Rising Stars 2020:

Kasthuri Jayarajah

Postdoctoral Researcher

Singapore Management University

PhD '19 Singapore Management University

Areas of Interest

  • Artificial Intelligence
  • Cyber-Physical Systems and Design Automation
  • Ubiquitous Computing


The Case for Collaborative Sensing on the Edge


A variety of physical environments, including smart cities and tactical battlefield networks are increasingly being instrumented with large numbers of resource-constrained sensors and IoT devices (e.g., cameras, microphone arrays and environmental sensors). A rising recent trend involves executing inferencing pipelines (to perform increasingly complex tasks, such as object recognition or target localization), in-situ and in real time, at such edge nodes. There are two salient features associated with these trends: (1) Sensors are often deployed with varying degrees of redundant coverage--e.g., cameras in buildings often have partially overlapping fields of view, implying that their sensed data are implicitly spatiotemporally correlated, and (2) inferencing increasingly involves the execution of computationally prohibitive machine learning (ML) pipelines (e.g., CNNs for image-based object detection). Executing such deep neural networks (DNNs) gives rise to well-known throughput bottlenecks and prohibitive energy consumption. I introduce and explore the paradigm of Collaborative Deep Intelligence that exploits sensor multiplicity (e.g., a group of networked cameras with overlapping views) for performance benefits such as improved accuracy with minimal overhead of latency. This work is motivated by a fundamental research question: to enable execution on mobile/embedded devices, is it possible to rely on collaboration to replicate the accuracy of very-deep, but high accuracy neural networks while incurring the computational expense only of shallower, older DNNs (with concomitant latency and energy benefits)?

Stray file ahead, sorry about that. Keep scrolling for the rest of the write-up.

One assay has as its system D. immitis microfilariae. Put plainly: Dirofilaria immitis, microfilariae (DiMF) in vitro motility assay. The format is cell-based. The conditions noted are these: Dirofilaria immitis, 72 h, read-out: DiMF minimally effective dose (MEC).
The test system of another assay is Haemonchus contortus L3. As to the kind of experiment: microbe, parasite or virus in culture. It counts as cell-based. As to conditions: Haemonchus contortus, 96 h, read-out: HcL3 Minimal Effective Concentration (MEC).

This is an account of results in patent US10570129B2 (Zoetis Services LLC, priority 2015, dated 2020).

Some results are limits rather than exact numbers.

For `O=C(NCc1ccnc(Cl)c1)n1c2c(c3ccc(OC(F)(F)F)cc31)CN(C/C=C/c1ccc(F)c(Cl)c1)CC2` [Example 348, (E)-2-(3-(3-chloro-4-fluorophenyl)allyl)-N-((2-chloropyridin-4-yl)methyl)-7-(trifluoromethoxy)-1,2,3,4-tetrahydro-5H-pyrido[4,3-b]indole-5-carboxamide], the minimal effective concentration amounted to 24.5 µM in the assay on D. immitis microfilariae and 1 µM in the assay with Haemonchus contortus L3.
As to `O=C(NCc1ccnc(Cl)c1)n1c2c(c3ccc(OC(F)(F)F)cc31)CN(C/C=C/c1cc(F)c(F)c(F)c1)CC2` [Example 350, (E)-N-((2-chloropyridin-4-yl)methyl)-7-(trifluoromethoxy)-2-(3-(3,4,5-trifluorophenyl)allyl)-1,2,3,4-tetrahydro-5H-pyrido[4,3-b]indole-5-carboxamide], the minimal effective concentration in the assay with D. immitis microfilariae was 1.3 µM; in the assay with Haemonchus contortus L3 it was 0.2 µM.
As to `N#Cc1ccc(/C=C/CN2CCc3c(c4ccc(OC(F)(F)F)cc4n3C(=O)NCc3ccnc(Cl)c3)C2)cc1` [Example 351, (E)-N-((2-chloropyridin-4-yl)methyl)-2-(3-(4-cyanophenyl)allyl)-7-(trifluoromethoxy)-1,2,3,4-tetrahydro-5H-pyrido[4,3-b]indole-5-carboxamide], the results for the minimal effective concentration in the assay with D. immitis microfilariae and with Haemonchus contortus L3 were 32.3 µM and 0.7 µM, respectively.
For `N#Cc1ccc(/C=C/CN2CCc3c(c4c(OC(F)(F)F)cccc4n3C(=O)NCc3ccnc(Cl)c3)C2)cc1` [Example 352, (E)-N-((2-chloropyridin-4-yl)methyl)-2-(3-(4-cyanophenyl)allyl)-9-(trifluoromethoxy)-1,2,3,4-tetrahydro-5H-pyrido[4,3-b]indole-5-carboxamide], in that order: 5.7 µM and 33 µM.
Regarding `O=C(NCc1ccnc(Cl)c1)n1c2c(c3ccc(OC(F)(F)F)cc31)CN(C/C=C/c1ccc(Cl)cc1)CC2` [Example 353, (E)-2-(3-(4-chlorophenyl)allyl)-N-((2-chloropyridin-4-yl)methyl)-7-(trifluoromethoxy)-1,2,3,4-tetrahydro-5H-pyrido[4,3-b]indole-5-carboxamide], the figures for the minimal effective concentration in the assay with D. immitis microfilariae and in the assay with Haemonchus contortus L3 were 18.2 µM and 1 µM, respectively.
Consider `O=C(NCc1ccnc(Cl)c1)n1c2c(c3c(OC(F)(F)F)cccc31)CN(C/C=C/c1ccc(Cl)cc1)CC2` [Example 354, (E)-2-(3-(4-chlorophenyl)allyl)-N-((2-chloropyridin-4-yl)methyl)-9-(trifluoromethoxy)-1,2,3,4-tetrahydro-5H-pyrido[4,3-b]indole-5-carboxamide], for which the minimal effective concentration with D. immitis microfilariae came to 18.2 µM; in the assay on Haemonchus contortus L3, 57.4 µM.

Kasthuri is a Research Fellow at the Living Analytics Research Center, Singapore Management University (SMU). Recently, she completed her doctoral research at SMU in the areas of socio-physical sensing and pervasive computing, advised by Prof. Archan Misra. Her work explores solutions to real-world urban problems cutting across applied machine/deep learning, edge computing, indoor/outdoor mobility modelling, network science, urban science and marketing science, and has featured at several top-tier conferences and journals (UbiComp/IMWUT, MobiSys, SenSys, CIKM, ACM TOIT). Recently, she was named a finalist for the Gaetano Borriello Outstanding Student Award at UbiComp 2019, and is a past recipient of the Google Women Techmakers Scholarship (APAC, 2017), the SMU Multidisciplinary Doctoral Fellowship (2018), SMU-CMU LARC Exchange Fellowship (2016) and the A*STAR Graduate Scholarship (2014-2018).

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